Tessa Hadley’s fifth novel, Clever Girl is the story of Stella. Stella is born into the grey middle of the twentieth century, with the Second World War devastation ‘softened and naturalised after two decades’ but still present in the Bristol streets in which she grows up. A memorable opening scene involves Stella’s childhood exploration into the outside world alone, wandering through these war-scarred streets, where she finds an ‘improbable slew of buttons’ in a myriad of colours and styles, nestling like a miracle birth in the barrenness of the cracked paving. This early exploration – its minor everyday wonder illuminated with a writerly tenderness for juxtaposition and poignant detail – is the first in a series of escapes that Stella makes throughout the novel. Later, she makes a hasty departure from the house where she’s working as a live-in nanny, and later still she takes impromptu nocturnal flights, leaving her young sons sleeping.

Clever Girl

However, Stella’s is a close orbit: she always returns. Unlike other characters in her life, especially male ones, whose escapes are permanent: her father is ‘supposed to be dead’ but she knows that he left when she was young; her first boyfriend, and the father of her first child, disappears to America after an uncomfortable revelation. Stella is more freighted by responsibility, although the novel’s success lies in the delicate interplay between risk and responsibility – the opposite yet twinned tugs of staying and going. The story follows its own orbit, with Stella as childhood escapee travelling to the stables where she takes riding lessons, and then an adult Stella running away from her husband to clamber bareback onto his daughter’s horse, wearing only a vintage nightdress.

Stella’s cleverness is not, in the end, what shapes her life. As Hadley explains in interview, once you become a mother, ‘your cleverness isn’t much use. You need to be loving, and good and dutiful’. The book is about the rumble-onwards of life, with little chance for regret, but a glimpse of ‘what could have been’ nonetheless. Schooling derailed by a teenage pregnancy, Stella drifts through various, less-than-ideal situations, from the close uncomfortableness of her aunt’s house, to the communal house that she shares with students she meets in the cafe where she’s working. It’s here that she becomes pregnant with her second child, although his father is killed in dramatic circumstances; another unexpected kink in the puzzling – yet oddly ordinary – fabric of Stella’s life.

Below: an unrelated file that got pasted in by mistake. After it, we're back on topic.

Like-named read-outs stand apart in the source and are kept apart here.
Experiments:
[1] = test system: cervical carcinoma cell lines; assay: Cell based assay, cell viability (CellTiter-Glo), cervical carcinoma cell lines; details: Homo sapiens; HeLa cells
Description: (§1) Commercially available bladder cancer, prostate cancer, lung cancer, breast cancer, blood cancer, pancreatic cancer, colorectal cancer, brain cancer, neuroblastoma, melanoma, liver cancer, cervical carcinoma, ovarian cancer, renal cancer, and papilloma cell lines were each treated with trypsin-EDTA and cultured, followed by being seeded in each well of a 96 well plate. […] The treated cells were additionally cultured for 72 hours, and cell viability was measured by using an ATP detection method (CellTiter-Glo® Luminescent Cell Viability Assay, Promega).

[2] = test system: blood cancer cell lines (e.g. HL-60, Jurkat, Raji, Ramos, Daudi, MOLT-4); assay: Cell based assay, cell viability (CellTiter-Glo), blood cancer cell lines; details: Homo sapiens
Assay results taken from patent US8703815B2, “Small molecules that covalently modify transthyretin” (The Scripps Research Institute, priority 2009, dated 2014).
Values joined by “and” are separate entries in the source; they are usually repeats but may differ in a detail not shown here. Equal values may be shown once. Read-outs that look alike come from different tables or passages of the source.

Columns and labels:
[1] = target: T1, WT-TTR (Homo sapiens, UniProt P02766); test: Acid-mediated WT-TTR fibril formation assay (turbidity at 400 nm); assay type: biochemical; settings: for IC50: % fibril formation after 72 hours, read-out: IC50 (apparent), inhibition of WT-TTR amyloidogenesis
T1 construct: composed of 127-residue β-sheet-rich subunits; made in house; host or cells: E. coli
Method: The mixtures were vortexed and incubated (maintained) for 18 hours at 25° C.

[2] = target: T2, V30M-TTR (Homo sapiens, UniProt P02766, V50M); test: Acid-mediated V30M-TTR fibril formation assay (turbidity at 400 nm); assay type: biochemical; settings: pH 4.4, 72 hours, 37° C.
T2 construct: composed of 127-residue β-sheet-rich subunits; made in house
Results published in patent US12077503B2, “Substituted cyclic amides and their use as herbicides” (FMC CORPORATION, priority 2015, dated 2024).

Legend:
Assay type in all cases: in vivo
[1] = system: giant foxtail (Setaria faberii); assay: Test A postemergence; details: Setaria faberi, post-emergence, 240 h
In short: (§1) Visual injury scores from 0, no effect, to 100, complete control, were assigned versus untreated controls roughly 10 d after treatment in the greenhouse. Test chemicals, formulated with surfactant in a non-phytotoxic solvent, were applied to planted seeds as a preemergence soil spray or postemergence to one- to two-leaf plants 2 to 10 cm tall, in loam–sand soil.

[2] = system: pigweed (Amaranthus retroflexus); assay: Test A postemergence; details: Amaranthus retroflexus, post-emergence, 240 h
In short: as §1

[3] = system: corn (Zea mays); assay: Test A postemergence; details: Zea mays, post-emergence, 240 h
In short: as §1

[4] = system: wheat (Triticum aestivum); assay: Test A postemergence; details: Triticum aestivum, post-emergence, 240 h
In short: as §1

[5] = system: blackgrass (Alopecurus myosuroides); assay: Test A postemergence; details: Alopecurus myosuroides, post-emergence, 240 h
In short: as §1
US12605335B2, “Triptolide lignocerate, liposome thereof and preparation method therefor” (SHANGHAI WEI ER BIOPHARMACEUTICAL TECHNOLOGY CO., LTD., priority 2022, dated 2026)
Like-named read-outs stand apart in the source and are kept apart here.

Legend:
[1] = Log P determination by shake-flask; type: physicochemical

tessa hadley

Un her review in The Guardian, Elaine Showalter finds some of the more ‘prosaic’ elements of the novel frustrating. Despite the dances with exoticism –  the brush with elite universities and avant garde authors, the hippy commune with its brutal slash of murder – Stella eventually marries an older man and becomes an occupational therapist. Showalter argues that while real life certainly includes such drastic career changes, ‘in a novel, where the reader counts on an accumulation of details to build up the inner life of a character, this last-minute switch seems arbitrary, capricious and unproductive.’  Kate Kellaway also feels slightly ambivalent about Hadley’s overall success, claiming that ‘although we become intimate with the details of [Stella’s] life, she seems always to be partly unavailable as a character’. Stella is something of a shadow in the narrative, and its difficult to like her, or even to feel as if you have a solid sense of her at all.

However, I felt that this sense of detachedness, which leaves Stella tantalisingly apart, even from the reader, enacts an important feeling of cool isolation that is central to the novel. This is paired with an intelligent evocation of the sometimes cruel, often mundane, and always surprising, meander of life. The fact that this is an enjoyable experience rests on Hadley’s tight, incisive prose; we’re deeply entwined with Stella’s inner monologue.

tessa hadley novels

One of the questions that Kellaway is left asking of the story, and of Stella, is ‘did being clever matter in the end?’ Rather than an inappropriate title thrust on the novel by a publisher, as Kellaway suggests, I thought that Clever Girl was actually an interesting and apt title for a slippery tale. The title is perhaps part mocking, part a haunting, empty possibility;  the whisper of unfulfilled promises, and the cold hard smack of reality against the dreamy multiplicity of childhood possibilities.

Tessa Hadley’s Clever Girl is published by Vintage and is available to buy online here.